The project “From Local History to a Wider Understanding of the Past”, in partnership with the Lebanese Association for History (LAH) focuses on expanding students understanding of the Lebanese Civil War. Under the framework of our Dealing with the Past (DwP) Programme Area and with the support of the Ministry of Education and Higher Education (MEHE), eight public schools in Mount Lebanon participated in this joint project to explore oral history as a tool to facilitate learning about the past, and to initiate inclusive intergenerational conversations about Lebanon’s history.
First Phase of the Project
Between September 2018 and February 2019, fifteen teachers completed a series of training workshops that introduced them to the theoretical background and practical skills of oral history. In addition to the importance of multi-perceptivity and non-violent communication when facilitating conversations about war and conflict, as well as encouraging historical thinking through the concepts of continuity and change. Having completed the trainings, the teachers then put into practice their newly acquired skills by introducing 173 students to oral history and by working with them on research, documentation, and communication skills. In early 2019, the students began work on their oral history projects about daily life during the war though different topics such as love and marriage, health, transportation and education. The students paired up and began interviewing narrators from their respective communities to then present their findings in their classrooms.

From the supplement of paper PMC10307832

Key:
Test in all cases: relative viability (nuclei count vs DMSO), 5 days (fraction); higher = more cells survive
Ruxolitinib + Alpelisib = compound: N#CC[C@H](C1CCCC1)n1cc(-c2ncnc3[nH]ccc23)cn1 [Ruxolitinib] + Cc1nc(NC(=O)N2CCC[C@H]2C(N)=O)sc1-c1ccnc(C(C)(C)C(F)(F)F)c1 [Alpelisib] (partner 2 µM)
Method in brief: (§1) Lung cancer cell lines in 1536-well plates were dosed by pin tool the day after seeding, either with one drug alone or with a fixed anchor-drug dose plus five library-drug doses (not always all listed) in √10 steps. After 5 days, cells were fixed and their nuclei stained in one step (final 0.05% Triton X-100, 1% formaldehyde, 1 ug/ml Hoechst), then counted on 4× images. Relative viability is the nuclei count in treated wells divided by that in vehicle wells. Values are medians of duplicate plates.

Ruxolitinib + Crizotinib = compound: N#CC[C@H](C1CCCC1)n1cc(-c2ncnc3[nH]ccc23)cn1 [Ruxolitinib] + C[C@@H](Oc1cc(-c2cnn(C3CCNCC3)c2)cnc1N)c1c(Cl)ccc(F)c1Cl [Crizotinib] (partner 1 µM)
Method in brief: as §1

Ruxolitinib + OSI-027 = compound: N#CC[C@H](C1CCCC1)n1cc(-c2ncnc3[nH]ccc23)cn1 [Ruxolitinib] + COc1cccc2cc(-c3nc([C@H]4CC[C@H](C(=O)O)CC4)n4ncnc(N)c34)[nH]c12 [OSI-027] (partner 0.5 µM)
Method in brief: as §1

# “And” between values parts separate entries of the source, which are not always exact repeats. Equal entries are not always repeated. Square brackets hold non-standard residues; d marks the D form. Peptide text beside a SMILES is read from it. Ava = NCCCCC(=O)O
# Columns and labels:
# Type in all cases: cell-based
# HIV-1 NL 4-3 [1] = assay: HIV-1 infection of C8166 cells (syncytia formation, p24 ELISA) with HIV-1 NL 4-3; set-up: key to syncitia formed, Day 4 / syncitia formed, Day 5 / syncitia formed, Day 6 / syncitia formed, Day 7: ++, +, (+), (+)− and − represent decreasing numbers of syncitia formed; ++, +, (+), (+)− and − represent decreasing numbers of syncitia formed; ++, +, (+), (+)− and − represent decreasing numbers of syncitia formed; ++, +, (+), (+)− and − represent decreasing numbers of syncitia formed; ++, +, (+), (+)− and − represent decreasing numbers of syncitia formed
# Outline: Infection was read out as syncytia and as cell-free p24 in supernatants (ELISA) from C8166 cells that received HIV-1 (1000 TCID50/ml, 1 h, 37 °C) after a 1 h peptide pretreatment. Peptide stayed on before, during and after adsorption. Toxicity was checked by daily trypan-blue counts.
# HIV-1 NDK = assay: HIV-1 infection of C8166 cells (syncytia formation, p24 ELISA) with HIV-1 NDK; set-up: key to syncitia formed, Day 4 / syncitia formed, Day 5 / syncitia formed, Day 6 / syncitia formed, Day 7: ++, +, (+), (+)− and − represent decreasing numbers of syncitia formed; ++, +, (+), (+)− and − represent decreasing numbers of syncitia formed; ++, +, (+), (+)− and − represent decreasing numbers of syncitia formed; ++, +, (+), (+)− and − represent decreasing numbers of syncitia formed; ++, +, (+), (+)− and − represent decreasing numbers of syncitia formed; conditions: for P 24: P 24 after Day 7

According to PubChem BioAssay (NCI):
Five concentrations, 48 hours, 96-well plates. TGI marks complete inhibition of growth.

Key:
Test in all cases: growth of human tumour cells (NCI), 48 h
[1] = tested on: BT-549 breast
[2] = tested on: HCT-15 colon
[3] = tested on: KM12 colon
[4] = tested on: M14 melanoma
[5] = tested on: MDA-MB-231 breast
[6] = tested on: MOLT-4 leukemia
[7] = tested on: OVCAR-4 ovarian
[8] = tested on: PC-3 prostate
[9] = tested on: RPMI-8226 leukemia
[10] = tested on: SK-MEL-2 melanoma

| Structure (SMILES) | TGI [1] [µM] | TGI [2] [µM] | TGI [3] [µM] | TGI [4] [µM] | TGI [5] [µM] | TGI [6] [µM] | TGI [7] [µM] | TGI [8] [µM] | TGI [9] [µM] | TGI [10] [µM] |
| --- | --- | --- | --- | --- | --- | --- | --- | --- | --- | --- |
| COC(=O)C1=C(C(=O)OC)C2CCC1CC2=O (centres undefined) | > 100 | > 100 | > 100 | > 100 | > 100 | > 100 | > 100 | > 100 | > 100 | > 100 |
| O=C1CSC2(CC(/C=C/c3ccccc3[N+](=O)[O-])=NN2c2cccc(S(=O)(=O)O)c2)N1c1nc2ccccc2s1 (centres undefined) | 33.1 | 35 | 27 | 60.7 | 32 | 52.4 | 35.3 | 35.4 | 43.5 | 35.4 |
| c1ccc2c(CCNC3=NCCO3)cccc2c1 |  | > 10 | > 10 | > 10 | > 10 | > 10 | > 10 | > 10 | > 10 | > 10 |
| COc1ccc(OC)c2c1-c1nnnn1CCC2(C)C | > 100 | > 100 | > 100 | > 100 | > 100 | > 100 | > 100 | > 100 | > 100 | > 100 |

The Day Itself
The big day was held on the 13th of April, the commemoration of the beginning of the Lebanese Civil War. Discussions took place between students of diverse backgrounds to share their impressions, experiences, and what they had learned from the project. Simultaneously, a public exhibition curated by Mirna Shabro was displayed at West Hall in the American University of Beirut’s (AUB) to offer audiences insights into the project and oral histories of the war. Visited by families, students, teachers, and other practitioners – the exhibition had successfully illustrated the importance of using oral history as a tool to learn about the Lebanese Civil War.